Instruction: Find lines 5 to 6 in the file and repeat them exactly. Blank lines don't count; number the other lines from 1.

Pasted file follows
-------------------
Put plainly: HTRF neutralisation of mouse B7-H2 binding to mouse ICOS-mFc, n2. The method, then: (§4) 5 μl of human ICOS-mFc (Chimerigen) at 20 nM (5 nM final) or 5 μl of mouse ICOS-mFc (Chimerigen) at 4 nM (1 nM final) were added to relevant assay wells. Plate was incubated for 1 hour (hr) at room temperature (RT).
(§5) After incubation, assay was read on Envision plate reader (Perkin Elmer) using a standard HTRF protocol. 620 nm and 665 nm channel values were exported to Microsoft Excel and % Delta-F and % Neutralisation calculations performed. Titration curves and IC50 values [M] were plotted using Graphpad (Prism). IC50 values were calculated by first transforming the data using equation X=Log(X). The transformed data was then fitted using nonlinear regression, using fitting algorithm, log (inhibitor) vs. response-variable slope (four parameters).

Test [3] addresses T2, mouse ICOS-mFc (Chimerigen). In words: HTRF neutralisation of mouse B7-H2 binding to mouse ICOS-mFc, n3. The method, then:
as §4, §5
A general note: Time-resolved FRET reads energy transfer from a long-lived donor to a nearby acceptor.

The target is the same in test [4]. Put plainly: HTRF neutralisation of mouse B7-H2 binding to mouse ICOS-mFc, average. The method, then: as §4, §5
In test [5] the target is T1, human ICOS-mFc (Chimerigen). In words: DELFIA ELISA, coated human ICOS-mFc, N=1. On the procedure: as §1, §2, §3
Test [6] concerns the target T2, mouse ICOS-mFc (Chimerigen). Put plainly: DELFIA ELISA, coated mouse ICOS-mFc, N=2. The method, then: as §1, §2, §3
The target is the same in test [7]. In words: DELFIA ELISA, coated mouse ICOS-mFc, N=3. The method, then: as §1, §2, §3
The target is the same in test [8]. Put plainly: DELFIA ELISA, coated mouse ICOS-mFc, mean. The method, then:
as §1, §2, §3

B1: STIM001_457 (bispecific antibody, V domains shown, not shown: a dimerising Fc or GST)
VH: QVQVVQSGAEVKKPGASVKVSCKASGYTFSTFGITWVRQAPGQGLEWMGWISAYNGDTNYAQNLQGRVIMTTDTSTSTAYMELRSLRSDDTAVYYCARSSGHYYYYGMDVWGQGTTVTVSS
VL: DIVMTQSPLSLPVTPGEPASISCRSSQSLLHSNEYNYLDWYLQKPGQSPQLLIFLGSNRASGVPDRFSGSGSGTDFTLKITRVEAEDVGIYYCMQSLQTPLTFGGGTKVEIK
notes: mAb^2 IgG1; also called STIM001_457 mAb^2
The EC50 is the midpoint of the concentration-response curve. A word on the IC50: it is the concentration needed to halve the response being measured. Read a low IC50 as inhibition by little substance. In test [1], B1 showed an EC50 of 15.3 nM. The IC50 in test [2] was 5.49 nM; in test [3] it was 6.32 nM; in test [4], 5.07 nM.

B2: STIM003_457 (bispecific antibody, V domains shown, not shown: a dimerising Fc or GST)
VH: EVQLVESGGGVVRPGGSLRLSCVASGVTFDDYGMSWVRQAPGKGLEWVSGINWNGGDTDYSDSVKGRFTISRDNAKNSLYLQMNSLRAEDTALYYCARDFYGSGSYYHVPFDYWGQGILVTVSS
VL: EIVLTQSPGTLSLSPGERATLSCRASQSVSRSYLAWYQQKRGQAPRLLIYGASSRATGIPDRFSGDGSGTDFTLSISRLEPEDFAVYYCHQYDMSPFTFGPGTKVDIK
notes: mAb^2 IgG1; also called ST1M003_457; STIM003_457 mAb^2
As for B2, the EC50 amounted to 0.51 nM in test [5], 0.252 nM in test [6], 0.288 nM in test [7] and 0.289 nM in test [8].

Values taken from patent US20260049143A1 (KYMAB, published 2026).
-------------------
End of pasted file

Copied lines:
A general note: Time-resolved FRET reads energy transfer from a long-lived donor to a nearby acceptor.

The target is the same in test [4]. Put plainly: HTRF neutralisation of mouse B7-H2 binding to mouse ICOS-mFc, average. The method, then: as §4, §5